General Assembly

Gov. Ralph Northam arrived to address the Joint Session of the General Assembly on the Jan. 8 opening night of the 2020 legislative session. Lawmakers will reconvene for the veto session on April 22 with an unexpected circumstance — the public health crisis caused by the coronavirus.

When the Virginia General Assembly began in January, the session started on a historic note. For the first time in more than a quarter century, the levers of government were exclusively in Democratic hands. A flurry of measures set the table for sweeping changes to the state’s gun laws, Confederate monuments and statues, energy use, marijuana policies and dozens of other policy areas.

Around 72 hours after Virginia lawmakers wrapped up their session, a public health crisis was turning the world upside down. On March 11, the World Health Organization declared the coronavirus outbreak was a global pandemic. Ralph Northam, the nation’s only doctor governor, turned his attention away from legislation and toward lifesaving measures to combat the spread of COVID-19. Wearing a mask while treating a patient is familiar territory, but while holding a pen to amend or adopt a bill? That’s unprecedented.

When the House of Delegates and Virginia Senate reconvene on April 22 for the veto session, they’ll face similar unusual settings, with social distancing in effect, and hand sanitizer and disinfectant wipes available for use. Those are the essentials right now for a safe session.

As lawmakers review the governor’s amendments, we hope that’s their legislative approach for our communities: Focus on the essentials.

Take the gambling issue. We understand legislators from Bristol, Danville, Norfolk, Portsmouth and Richmond labored during the 2020 session for the chance to hold public referendums on the building of private casinos. We know that tax revenue from these enterprises could fund useful projects such as school construction, a pressing need. So we’re pleased to see that Northam has proposed directing state tax revenue toward that cause — though casinos likely remain several years away.

But even before the financial fallout of COVID-19, advocates sounded alarms about gambling disorders. After years of cautious approaches toward legal gambling, does the commonwealth have the infrastructure to support the consequences of an expanded landscape?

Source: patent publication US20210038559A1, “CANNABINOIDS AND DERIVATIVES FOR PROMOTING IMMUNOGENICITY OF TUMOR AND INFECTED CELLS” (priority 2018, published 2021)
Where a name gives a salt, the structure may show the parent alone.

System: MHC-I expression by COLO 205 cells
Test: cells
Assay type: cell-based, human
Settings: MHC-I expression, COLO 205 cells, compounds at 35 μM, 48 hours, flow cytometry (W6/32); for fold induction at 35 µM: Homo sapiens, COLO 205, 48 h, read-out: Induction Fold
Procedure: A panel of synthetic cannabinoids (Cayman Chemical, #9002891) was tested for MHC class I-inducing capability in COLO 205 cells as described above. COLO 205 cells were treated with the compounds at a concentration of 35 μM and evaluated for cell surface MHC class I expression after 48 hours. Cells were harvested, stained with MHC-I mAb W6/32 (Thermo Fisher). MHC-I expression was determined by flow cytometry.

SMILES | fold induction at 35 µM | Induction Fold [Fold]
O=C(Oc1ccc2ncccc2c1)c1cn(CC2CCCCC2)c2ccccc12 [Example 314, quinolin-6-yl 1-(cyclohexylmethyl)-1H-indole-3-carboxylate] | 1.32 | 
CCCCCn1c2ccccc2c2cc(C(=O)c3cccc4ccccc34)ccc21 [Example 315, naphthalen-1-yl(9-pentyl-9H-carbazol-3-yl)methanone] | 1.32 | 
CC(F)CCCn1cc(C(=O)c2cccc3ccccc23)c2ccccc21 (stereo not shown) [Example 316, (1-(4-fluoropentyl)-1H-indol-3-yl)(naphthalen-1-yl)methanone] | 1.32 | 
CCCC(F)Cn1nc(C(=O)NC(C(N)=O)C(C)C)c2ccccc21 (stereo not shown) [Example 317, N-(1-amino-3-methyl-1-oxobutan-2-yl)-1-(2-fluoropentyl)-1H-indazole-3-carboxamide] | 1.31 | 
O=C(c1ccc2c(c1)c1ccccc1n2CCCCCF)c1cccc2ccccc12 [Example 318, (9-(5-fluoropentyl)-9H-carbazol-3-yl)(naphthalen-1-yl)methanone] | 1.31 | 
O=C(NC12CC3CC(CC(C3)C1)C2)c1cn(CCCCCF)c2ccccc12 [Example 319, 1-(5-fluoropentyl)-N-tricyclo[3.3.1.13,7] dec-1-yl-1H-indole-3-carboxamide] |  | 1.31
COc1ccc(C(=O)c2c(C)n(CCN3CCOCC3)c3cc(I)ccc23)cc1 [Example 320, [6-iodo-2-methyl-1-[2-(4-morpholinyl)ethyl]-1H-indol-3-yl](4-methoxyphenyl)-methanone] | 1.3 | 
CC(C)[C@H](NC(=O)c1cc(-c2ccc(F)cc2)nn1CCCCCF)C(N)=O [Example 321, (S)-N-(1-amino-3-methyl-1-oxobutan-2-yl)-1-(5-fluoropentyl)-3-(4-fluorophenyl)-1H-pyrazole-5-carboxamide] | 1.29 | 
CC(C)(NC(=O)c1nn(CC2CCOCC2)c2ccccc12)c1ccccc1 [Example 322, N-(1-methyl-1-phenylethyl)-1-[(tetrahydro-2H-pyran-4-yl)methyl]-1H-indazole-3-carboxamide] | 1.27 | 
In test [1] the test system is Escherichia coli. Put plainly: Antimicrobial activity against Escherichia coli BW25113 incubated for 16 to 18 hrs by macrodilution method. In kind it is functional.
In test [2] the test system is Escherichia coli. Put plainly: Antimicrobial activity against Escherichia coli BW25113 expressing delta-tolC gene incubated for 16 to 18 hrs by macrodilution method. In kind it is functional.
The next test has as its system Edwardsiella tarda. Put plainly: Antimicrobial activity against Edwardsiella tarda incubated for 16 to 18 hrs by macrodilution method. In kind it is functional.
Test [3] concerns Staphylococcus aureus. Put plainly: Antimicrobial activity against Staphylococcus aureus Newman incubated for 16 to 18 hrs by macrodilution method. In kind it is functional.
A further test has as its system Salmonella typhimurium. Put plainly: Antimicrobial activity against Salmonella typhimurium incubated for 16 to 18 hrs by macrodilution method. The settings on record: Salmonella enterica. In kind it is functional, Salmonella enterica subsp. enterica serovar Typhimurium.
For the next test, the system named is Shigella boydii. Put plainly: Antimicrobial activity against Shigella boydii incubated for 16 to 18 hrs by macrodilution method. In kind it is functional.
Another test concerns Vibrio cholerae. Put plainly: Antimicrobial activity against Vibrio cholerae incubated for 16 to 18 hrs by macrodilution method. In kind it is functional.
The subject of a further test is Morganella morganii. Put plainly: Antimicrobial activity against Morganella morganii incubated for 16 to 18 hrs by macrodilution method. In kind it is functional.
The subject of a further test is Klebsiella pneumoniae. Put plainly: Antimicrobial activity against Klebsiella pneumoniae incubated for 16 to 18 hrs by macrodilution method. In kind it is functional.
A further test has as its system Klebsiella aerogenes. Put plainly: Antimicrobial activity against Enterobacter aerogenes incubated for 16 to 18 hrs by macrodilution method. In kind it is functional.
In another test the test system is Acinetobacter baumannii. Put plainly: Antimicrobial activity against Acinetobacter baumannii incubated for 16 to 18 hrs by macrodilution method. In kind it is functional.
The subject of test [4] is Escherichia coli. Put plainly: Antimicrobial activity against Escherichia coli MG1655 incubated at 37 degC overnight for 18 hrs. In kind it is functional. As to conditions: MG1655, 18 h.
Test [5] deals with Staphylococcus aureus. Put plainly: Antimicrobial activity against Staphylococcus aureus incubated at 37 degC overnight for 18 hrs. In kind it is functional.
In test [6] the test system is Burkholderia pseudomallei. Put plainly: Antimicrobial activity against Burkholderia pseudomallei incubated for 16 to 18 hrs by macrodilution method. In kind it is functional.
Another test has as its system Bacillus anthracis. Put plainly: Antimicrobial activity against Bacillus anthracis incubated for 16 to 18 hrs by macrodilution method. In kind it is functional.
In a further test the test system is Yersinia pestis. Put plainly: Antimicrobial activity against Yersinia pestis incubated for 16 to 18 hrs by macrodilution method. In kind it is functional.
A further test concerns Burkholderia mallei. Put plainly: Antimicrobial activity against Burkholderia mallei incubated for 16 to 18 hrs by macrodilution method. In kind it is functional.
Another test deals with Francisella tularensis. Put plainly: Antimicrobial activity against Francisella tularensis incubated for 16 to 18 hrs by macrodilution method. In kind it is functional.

“In extreme cases, problem gambling can result in financial ruin, legal problems, loss of career and family, or even suicide,” wrote Dr. Carolyn Hawley, president of the Virginia Council on Problem Gambling, in a February op-ed for The Times-Dispatch.

Over the past three weeks, more than 300,000 Virginians filed for unemployment. Are slot machines an essential component of our immediate economic recovery?

What about reforms in the workplace? The governor already has enacted a series of bills that will improve life for workers in the commonwealth. After years of struggle and thousands of misclassification cases, the question of “employee” versus “independent contractor” now is a clearer one in Virginia, with rights added for workers. And especially when checks are tight, we hope fewer employees face wage theft issues, thanks to new laws strengthening legal protections.

A higher minimum wage and the ability of localities to pursue collective bargaining agreements with their employees are not off the table. The governor’s amendments would delay these changes by a year, at a time when we hope local government budgets are less strained, businesses are open and a vaccine for COVID-19 is closer to being realized. Those are essentials at the moment.

Northam has proposed 144 changes to the initial budget that was passed in March — a remarkable figure at a time of single-party power. According to a Monday report from Virginia Public Media, 83 of those are freezes toward spending for fiscal years 2021 and 2022, while another 49 would add spending flexibility for agencies and higher education institutions during the coronavirus crisis.

One of the governor’s amendments stands out: a $20 increase per day for each Virginian on Medicaid, providing some relief to nursing homes and long-term care facilities ravaged by COVID-19. The nation’s most fatal outbreak is in our own backyard, and as we mourn the dozens of lives lost at the Canterbury Rehabilitation & Healthcare Center in Henrico County, we consider this increase an essential during a public health crisis.

As everyday Virginians call to check in on loved ones, help neighbors get groceries, donate their time and a few dollars to necessary causes, and keep each other’s spirits up, lawmakers can lead by example. The 2020 General Assembly session can be considered historic for reasons other than legislative wants. It can be remembered as a time when we ended on a responsible note to restore basic day-to-day normalcy. We ask that every remaining bill be reviewed with one thought in mind: “Does it focus on the essentials?”

Chris Gentilviso

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